What Is a Carbon Footprint and What Are the Main Statistics of the World?
We produce carbon dioxide emissions – a form of greenhouse gas (GHG) – every day of our lives. All it takes is for you to drive your car to work, or turn on your light in the kitchen. The total of these emissions, estimated over the course of a year, makes up your carbon footprint, which contributes to climate change. But what is a carbon footprint exactly? And what does it mean to you as an eco-friendly citizen of this world? Today we find out how to calculate a carbon footprint and how to reduce it. Simple changes in our daily activities can make all the difference.
What Is a Carbon Footprint?
Strangely, the phrase carbon footprint is so abused in the media that many people are confused about what it means. Let’s spell it out exactly so we can start to understand better. In the context of climate change, footprint is a metaphor for the total impact of something on the environment. Carbon is a shorthand used to represent all the different greenhouse gases that contribute to and accelerate global warming.
Therefore, the term carbon footprint is a shorthand that refers to the best estimate we can get of the full climate change impact of something. It could be anything, from an activity or an item, to a company, a lifestyle, or a country. Estimates can also be drawn for the impact of the entire world on the planet we live on.
What Is CO2’s Contribution to GHG?
Man-made climate change – also known as global warming – is caused by certain types of gas being released into the atmosphere. The predominant greenhouse gas is carbon dioxide (CO2). This ends up in the atmosphere each time we burn fossil fuels in our homes, factories and power plants. Another important greenhouse gas is methane (CH4), which is emitted mainly by landfill sites and agriculture.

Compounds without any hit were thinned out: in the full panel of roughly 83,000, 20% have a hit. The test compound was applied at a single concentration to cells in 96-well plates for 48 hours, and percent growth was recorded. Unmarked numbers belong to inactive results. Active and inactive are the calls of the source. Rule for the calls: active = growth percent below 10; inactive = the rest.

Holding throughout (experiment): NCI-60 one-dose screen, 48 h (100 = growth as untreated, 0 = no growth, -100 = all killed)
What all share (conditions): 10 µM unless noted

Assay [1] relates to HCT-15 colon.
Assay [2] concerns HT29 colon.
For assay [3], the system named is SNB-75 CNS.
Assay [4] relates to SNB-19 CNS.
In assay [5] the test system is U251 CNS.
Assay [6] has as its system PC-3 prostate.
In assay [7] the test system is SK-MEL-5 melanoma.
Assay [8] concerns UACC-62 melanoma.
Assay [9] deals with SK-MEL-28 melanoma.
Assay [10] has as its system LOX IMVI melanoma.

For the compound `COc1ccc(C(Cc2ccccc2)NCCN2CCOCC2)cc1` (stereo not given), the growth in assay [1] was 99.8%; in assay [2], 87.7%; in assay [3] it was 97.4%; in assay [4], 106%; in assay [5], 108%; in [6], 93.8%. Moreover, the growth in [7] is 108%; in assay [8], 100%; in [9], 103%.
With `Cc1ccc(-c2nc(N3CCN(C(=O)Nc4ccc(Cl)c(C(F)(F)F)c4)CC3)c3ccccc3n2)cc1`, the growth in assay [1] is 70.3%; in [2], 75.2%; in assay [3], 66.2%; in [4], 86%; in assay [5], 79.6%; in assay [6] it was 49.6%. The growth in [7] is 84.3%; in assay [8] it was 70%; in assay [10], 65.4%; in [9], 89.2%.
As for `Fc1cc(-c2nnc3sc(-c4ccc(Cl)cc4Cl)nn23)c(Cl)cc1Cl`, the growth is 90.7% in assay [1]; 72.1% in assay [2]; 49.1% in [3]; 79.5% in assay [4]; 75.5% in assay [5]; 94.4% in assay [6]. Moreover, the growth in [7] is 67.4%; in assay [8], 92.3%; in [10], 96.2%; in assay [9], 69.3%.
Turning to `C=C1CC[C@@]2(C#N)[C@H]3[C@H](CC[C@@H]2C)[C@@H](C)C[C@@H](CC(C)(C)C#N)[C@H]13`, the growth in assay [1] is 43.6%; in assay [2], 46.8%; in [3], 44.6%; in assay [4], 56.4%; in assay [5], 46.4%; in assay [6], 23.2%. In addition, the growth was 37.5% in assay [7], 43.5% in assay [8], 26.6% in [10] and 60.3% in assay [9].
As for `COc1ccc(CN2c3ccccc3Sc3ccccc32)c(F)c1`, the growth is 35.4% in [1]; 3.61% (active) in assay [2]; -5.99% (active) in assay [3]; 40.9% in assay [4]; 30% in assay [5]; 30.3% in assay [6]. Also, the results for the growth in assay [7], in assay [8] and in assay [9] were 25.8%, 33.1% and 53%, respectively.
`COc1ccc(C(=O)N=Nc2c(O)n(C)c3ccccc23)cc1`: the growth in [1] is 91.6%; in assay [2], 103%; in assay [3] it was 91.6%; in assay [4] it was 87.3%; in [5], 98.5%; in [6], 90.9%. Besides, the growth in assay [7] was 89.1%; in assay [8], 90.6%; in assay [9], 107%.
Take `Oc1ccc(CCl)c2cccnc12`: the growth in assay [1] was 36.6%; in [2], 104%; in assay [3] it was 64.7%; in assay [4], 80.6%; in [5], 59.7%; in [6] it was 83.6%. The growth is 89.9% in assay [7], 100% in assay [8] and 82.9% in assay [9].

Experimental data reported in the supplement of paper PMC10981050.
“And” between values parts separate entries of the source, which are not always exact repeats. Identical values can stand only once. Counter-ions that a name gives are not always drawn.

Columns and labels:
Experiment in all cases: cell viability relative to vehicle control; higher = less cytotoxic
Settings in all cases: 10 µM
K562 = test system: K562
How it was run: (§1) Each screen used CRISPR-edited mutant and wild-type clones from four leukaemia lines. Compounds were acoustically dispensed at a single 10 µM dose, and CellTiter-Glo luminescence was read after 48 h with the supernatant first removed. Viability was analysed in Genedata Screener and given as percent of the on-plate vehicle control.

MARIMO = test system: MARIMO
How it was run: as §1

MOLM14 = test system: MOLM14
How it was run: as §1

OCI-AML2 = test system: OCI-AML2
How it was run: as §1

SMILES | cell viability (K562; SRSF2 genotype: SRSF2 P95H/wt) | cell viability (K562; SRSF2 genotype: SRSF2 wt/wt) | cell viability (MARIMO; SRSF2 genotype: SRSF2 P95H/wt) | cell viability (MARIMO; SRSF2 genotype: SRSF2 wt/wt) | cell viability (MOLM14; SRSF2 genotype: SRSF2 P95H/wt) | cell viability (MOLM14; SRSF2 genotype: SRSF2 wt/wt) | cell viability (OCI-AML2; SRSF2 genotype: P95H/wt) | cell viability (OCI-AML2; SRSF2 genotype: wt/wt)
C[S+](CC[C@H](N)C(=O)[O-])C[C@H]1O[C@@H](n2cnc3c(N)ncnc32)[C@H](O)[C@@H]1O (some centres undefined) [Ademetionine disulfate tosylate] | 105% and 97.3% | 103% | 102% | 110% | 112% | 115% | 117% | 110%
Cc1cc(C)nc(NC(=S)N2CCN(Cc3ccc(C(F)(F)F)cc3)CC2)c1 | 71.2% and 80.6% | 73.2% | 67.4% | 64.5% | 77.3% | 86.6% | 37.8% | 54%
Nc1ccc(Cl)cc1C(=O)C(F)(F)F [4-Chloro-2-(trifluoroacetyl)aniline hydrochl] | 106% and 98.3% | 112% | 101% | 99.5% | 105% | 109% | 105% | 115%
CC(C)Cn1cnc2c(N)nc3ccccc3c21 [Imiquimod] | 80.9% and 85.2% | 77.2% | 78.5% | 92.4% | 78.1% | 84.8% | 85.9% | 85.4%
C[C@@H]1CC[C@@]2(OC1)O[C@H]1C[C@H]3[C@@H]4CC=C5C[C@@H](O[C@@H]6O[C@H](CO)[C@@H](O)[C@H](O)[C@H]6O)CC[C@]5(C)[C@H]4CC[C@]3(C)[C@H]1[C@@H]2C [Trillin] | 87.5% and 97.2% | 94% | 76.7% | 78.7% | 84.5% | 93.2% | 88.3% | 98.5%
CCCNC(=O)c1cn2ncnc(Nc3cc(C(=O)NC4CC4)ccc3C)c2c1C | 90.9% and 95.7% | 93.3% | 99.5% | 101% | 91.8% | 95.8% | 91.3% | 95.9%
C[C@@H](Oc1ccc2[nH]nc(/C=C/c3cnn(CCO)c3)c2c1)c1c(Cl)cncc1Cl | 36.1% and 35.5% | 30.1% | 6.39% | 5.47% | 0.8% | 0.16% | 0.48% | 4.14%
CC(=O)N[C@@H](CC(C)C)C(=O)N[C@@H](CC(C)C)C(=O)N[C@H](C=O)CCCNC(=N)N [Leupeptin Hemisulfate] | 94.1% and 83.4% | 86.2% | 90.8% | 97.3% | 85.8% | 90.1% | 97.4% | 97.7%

Even though it is around 25 times more potent per kilogram than CO2, methane is not even the worst greenhouse gas. Nitrous oxide (N2O) is about 300 times more potent than carbon dioxide, but it is released in smaller quantities. Also important are refrigerant gases, which are usually several thousand times more potent than CO2.
A single item or activity can emit multiple different greenhouse gases, each in various quantities. Covering all that to estimate an object’s carbon footprint would get rather confusing. Therefore, the convention to avoid it is to express a carbon footprint in terms of carbon dioxide equivalent (CO2e). It measures the total climate change impact of all the greenhouse gases caused by an item or activity – rolled into one and referred to in terms of the amount of carbon dioxide that would have the same environmental impact.
Calculating Carbon Footprints Accurately
The phrase carbon footprint is abused because many omit a lot of the emissions caused by an item, whatever the item is. For instance, you could try to find out the carbon footprint of your household with the help of an online carbon calculator website. However, it will calculate your carbon footprint based only on your home energy and personal travel habits, while ignoring altogether the goods and services you purchase.